If you’re still struggling with digestive issues, there’s a range of gut-specific support available: from visiting your GP to receiving gut-directed hypnotherapy and joining in with organisations such as Crohn’s and Colitis UK and The IBS Network.  

There are also a variety of apps available for download including the Monash University Low FODMAP diet, which is designed to guide you through a specific diet to help with symptoms of IBS.

So, while a lot can impact your gut, just a few simple lifestyle changes can help you nurture your gut health and start to improve it. To learn more about your digestive system and keeping your gut healthy, visit Guts UK.

Gemma Harris

Written by Gemma Harris she/her


Gemma Harris is a Staff Writer for Fitness, focussing on nutrition content, at Saga Exceptional. Gemma has been a journalist for over seven years and is a self-confessed health and wellbeing enthusiast, which led her to specialise in health journalism. During her career, she has worked with top editors in the industry and taken on multiple high-discipline fitness challenges for certain outlets. She is particularly passionate about nutrition; after being diagnosed with irritable bowel syndrome in 2016, she discovered her fascination for gut health and founded – a dedicated space for providing a hopeful outcome for people with gut issues. Gemma’s core aim is to help others through her writing.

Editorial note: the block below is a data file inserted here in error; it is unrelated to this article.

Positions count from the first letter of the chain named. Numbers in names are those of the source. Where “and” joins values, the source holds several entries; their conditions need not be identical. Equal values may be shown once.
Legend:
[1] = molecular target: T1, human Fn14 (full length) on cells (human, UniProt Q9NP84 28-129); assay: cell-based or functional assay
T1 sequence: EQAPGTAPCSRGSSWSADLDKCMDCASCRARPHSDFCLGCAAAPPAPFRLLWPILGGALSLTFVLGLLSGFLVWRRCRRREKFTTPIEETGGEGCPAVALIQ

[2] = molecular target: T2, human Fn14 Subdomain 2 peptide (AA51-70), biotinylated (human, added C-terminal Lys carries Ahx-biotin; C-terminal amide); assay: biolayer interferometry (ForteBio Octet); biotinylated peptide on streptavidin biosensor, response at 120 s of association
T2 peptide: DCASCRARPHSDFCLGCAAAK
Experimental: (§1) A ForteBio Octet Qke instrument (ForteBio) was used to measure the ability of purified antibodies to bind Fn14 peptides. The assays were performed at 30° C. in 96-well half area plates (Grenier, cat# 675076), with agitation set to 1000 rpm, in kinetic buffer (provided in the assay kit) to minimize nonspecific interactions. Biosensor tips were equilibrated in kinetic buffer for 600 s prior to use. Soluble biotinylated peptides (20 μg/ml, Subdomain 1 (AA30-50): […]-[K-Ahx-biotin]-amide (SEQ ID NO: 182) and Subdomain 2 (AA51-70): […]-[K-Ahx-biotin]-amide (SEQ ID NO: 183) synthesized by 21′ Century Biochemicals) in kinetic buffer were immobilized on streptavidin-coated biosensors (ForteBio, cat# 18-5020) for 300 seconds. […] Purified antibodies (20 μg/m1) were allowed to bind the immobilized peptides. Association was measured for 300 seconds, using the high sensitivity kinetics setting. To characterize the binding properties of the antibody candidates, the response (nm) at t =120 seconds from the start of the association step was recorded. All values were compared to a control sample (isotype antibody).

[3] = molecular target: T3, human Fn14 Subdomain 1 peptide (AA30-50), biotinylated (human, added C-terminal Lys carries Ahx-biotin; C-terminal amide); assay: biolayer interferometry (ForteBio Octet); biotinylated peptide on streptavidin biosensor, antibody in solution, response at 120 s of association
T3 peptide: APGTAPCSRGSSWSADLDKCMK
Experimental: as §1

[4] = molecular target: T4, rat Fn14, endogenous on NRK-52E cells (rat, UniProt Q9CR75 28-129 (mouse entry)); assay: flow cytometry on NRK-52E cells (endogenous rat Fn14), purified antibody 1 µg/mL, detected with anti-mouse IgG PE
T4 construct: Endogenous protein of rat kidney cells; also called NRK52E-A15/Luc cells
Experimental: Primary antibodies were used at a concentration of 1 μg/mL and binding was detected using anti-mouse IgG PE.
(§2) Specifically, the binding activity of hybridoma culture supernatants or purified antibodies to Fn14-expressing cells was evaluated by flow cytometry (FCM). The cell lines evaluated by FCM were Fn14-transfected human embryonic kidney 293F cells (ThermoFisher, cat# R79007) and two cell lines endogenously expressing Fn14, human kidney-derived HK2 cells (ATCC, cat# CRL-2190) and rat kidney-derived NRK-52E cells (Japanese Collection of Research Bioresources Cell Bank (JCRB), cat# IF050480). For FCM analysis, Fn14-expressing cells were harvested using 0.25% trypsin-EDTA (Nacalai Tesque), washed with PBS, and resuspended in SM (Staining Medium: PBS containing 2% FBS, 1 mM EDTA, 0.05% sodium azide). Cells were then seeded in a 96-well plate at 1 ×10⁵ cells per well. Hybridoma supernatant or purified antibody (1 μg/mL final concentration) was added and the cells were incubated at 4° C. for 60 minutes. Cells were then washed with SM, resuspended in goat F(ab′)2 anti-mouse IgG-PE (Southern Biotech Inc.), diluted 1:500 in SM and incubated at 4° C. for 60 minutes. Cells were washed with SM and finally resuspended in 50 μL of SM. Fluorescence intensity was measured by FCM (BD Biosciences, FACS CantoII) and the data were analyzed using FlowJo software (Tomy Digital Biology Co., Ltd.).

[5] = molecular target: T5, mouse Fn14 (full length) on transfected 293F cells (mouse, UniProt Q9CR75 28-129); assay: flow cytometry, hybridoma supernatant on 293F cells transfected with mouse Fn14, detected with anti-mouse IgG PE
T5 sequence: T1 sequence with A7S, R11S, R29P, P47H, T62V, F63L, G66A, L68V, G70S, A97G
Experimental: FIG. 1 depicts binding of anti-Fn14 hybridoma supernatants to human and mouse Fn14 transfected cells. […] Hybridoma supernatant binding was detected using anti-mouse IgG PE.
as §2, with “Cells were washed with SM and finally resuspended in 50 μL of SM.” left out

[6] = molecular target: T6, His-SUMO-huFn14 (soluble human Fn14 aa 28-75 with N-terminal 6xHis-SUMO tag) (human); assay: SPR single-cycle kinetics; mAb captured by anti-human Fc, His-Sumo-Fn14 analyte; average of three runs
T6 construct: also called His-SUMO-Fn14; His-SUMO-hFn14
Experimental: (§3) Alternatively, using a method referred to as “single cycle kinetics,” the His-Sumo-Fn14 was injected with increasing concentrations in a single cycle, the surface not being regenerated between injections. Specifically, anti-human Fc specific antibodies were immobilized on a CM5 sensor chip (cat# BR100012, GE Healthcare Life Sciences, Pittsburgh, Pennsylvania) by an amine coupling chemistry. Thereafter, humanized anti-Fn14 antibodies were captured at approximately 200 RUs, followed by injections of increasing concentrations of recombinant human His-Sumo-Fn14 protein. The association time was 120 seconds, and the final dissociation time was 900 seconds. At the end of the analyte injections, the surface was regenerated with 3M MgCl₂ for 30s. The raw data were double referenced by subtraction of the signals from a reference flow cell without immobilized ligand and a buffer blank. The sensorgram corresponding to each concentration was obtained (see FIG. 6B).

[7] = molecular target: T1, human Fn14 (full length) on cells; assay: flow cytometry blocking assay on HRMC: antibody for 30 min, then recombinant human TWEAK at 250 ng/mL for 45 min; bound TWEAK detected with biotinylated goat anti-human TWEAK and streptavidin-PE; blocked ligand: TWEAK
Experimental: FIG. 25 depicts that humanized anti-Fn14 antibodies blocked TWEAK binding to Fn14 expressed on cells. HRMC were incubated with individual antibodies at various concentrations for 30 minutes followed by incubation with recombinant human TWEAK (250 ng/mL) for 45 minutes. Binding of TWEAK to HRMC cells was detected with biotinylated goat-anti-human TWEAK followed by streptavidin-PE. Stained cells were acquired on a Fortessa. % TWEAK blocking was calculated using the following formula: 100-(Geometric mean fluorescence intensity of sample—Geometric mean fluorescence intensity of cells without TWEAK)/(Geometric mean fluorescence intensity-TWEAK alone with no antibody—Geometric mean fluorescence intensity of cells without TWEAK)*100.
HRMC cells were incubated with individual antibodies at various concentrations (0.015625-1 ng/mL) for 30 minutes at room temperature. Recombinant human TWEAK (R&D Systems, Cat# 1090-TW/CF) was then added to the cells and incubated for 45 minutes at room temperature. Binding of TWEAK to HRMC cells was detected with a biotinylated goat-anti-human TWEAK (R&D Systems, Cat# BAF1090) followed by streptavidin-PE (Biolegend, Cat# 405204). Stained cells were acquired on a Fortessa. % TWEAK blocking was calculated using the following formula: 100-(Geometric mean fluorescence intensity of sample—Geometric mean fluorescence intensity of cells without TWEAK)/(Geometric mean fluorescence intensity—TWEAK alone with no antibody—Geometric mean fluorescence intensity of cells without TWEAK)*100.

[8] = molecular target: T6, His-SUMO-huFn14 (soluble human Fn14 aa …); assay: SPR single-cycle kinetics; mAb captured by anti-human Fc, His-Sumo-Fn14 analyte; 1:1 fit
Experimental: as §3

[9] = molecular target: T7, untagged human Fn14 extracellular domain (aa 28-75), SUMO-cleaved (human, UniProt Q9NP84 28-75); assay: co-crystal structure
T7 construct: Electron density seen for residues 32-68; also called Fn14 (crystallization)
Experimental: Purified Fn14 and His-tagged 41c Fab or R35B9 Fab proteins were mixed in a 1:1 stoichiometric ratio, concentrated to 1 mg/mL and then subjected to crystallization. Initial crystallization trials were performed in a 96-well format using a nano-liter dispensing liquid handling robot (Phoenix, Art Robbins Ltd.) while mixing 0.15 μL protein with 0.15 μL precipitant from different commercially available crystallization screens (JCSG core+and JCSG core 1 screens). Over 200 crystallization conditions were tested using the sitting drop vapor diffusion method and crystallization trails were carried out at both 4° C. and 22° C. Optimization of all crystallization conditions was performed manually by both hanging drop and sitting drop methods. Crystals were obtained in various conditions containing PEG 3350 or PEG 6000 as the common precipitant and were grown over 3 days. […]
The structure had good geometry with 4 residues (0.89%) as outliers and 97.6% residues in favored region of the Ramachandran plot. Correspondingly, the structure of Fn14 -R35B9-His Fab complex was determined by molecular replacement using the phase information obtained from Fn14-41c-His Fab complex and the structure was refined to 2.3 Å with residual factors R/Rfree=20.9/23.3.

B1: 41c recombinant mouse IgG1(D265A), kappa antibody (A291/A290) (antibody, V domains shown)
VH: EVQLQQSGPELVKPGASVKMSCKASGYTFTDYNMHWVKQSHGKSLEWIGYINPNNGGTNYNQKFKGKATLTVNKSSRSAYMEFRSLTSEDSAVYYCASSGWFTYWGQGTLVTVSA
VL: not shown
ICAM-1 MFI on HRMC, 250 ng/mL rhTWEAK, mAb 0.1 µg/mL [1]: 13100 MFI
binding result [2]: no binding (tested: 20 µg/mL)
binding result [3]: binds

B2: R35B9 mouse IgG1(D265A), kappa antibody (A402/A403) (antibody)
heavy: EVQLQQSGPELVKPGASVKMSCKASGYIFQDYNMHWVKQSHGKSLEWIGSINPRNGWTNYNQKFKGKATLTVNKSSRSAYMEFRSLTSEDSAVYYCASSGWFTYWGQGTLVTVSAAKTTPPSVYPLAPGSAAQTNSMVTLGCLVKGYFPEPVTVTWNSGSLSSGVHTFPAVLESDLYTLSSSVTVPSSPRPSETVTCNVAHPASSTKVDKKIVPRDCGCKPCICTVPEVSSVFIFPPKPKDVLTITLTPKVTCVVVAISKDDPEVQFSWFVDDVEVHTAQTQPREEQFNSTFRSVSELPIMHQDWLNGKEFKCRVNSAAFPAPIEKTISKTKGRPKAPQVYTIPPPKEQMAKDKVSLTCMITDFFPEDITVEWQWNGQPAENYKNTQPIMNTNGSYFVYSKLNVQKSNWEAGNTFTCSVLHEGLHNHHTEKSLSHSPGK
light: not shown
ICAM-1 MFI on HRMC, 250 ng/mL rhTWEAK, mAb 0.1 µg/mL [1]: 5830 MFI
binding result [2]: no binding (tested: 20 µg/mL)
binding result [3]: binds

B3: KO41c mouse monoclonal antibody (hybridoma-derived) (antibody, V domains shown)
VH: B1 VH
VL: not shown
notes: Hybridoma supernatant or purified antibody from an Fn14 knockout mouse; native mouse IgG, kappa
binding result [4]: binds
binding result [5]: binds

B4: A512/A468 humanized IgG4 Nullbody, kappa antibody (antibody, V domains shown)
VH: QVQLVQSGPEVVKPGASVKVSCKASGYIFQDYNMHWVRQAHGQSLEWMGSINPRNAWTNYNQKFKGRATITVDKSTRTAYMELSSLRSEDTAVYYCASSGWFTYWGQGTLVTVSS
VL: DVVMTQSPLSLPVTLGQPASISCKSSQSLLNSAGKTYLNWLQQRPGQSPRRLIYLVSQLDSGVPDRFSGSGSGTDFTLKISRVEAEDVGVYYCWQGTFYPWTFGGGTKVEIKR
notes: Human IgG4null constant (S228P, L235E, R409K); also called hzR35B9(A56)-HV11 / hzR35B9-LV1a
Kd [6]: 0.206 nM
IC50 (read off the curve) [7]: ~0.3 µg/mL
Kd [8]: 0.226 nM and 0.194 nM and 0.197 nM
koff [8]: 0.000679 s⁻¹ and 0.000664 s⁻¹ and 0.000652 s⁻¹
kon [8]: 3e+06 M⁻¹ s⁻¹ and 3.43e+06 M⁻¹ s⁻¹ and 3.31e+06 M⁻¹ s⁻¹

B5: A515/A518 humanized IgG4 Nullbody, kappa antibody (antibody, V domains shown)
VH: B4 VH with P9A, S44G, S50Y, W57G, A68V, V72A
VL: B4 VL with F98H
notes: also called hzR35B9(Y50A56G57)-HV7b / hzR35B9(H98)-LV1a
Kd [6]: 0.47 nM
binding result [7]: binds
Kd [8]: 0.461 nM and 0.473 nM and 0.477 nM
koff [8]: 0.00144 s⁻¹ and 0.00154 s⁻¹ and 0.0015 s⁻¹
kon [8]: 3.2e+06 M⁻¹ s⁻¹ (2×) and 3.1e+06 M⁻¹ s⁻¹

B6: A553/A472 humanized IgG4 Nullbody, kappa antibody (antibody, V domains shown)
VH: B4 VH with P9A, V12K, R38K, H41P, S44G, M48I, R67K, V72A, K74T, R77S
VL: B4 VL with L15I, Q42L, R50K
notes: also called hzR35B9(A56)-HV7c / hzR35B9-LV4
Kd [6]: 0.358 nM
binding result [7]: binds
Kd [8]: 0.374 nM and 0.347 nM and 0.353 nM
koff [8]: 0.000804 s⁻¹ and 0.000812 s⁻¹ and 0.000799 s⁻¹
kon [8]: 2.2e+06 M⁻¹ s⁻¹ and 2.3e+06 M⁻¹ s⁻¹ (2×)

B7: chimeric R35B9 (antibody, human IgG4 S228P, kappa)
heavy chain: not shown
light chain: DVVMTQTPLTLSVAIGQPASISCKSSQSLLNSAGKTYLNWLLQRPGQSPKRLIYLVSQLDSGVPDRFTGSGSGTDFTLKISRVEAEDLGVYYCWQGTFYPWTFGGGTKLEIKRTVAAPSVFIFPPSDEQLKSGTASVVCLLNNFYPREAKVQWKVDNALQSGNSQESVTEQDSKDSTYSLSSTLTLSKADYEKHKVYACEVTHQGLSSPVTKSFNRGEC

Previously a freelance journalist, Gemma has written about topics including combatting the spread of health misinformation on social media, how to follow a vegan or vegetarian diet with a stoma and probiotics for gut health. Her work has been published within leading health journals such as Gastrointestinal Nursing and the British Journal of Healthcare Management, as well as multimedia health and lifestyle platforms, including, StomaTips, Fit&Well, LiveScience and

She is the proud owner of two adorable guinea pigs who are far too spoilt and have become her writing companions. When she is not writing, Gemma can be found making a colourful and nutritious meal in the kitchen, walking in nature, at a yoga or spin class, swimming, doing an at-home YouTube workout, snuggling up with a self-help book or meditating. These experiences help to influence and shape the content she creates. And because life is all about balance, Gemma also enjoys having cocktails with friends.